Others went into an innovative mode. They started shifting their businesses the best they could, preparing and being proactive, or creating new needs to address what they perceived or saw was needed. Or they started digging deeper into using this time for personal development and growth. Many others expressed gratitude. They recognized that even with COVID-19 that there were many things in their life for which they should be grateful.
Why so many reactions? First, because we are humans who respond to uncertainty, anxiety, and stress in different ways. Secondly, as COVID-19 started to affect you and me directly and indirectly, it got more real. I’ve been fortunate to experience a lot of disruption, challenges, and setbacks in my life and difficulties. Yes, I say fortunate, because while uncomfortable, these experiences have taught me a lot about what is truly important. I continually learned how to regroup and use difficult moments to lean into things that are greater than you, i.e., faith, a higher purpose beyond you, etc.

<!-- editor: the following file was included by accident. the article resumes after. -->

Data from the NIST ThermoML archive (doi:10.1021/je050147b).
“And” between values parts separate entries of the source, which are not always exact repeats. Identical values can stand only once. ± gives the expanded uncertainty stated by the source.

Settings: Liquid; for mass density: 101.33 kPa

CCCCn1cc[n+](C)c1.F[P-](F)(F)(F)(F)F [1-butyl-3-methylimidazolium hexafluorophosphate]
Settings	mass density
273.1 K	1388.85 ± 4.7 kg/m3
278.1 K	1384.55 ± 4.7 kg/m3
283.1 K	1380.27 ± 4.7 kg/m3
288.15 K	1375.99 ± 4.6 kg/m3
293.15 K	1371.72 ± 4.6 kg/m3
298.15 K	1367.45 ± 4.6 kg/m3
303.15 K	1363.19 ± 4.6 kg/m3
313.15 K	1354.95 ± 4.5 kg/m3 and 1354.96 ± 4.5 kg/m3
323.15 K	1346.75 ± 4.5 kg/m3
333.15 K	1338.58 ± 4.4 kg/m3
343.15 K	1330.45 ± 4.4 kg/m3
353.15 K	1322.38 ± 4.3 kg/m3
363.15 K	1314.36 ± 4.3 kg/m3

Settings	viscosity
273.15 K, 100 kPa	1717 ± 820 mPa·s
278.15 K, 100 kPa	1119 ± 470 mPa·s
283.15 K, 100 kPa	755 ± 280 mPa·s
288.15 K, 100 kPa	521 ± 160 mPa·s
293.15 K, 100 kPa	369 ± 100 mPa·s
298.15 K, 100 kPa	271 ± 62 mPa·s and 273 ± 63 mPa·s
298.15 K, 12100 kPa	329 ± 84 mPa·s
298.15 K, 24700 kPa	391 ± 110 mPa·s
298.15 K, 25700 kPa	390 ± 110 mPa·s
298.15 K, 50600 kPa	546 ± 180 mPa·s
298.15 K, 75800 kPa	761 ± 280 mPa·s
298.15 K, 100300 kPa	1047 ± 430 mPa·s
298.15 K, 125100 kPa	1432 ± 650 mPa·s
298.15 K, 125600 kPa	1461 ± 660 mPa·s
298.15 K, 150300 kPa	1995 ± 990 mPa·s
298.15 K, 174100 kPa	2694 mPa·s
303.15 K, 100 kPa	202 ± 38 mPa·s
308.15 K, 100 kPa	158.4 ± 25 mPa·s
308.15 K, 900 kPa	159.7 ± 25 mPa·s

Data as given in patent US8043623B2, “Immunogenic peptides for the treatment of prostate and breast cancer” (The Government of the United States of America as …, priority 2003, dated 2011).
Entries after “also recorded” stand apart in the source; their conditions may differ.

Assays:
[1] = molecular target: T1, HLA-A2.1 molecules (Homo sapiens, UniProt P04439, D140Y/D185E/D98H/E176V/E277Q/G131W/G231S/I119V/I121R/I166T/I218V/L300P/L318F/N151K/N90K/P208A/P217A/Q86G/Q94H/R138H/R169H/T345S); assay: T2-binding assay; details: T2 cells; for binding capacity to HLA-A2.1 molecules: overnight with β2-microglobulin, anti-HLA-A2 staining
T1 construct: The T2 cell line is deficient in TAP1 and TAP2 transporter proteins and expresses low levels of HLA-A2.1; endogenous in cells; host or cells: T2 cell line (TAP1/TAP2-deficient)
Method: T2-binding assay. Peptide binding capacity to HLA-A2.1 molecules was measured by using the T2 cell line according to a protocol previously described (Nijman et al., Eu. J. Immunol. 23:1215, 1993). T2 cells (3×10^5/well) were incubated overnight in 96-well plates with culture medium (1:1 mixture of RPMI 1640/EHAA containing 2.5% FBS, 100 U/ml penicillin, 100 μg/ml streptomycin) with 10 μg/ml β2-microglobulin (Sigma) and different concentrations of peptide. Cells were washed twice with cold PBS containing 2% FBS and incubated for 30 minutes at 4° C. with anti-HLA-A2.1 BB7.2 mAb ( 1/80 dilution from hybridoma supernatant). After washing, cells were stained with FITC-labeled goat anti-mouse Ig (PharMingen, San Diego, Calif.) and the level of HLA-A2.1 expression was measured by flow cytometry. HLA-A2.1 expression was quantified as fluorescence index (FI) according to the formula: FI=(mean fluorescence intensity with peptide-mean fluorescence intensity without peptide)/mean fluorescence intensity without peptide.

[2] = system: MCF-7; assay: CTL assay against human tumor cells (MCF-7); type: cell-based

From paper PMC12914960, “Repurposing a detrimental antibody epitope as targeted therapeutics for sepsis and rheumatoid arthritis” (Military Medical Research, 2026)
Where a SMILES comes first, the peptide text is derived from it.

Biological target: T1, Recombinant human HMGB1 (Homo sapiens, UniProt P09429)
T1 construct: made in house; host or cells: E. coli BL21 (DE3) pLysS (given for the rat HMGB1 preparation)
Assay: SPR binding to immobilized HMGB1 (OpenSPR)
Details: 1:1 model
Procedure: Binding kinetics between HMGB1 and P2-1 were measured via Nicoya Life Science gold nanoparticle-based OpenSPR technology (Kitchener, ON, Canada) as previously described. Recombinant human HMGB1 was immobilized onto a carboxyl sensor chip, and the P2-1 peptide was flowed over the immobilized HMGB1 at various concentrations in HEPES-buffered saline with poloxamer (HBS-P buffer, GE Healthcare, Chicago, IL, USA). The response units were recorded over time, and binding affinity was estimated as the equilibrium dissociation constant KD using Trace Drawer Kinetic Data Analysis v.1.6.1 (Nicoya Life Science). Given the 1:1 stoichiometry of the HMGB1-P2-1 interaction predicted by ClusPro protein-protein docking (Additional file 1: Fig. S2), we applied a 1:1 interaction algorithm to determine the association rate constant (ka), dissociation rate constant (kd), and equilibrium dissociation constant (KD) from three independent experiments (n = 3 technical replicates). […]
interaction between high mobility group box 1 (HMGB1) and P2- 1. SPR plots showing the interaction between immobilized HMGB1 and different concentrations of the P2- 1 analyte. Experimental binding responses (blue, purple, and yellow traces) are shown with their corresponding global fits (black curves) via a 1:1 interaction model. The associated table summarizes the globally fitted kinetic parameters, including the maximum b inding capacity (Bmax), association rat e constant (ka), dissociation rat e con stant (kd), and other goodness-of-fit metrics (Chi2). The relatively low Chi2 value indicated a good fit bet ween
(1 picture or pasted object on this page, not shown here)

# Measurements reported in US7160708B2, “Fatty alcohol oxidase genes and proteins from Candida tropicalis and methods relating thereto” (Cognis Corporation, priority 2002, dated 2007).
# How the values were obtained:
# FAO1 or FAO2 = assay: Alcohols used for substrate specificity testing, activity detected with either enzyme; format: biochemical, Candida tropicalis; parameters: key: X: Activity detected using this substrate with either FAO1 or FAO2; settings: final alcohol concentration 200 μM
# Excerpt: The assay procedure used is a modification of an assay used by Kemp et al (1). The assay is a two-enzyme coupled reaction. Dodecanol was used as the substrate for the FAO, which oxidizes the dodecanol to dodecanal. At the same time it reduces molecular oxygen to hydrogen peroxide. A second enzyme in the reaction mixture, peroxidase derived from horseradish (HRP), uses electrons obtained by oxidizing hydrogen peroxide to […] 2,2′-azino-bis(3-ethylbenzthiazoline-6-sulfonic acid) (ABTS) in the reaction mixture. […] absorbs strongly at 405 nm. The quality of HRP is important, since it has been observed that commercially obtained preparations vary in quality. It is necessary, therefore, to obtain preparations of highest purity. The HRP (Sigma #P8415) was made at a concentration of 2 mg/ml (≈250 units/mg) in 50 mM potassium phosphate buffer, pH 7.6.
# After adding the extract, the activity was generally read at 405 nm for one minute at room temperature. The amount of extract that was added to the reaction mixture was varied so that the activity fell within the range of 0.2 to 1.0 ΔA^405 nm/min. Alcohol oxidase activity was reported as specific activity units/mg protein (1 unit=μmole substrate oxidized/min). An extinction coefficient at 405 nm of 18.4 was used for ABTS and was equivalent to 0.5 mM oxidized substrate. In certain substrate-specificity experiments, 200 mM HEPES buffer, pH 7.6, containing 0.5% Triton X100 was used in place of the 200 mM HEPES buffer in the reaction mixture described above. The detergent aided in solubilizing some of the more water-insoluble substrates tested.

What Uncertainty Can Teach You
Remember Y2K when we thought the world was going to shut down? Or recall the economic crisis of 2008 in which we saw the economic landscape completely shift almost overnight? Remember how scared we were of the HIV, SARS, MERS, and Ebola crisis? Yes, these were all moments of uncertainty too! But, history has shown us when there have been pandemics, wars, pestilences that people step up and into finding a way. We are resilient that way.
COVID-19 is scary. It’s uncertain. And it poses a new risk. However, each day more information is becoming available to us, and we will get through this difficult time. And it will change us, hopefully for the better.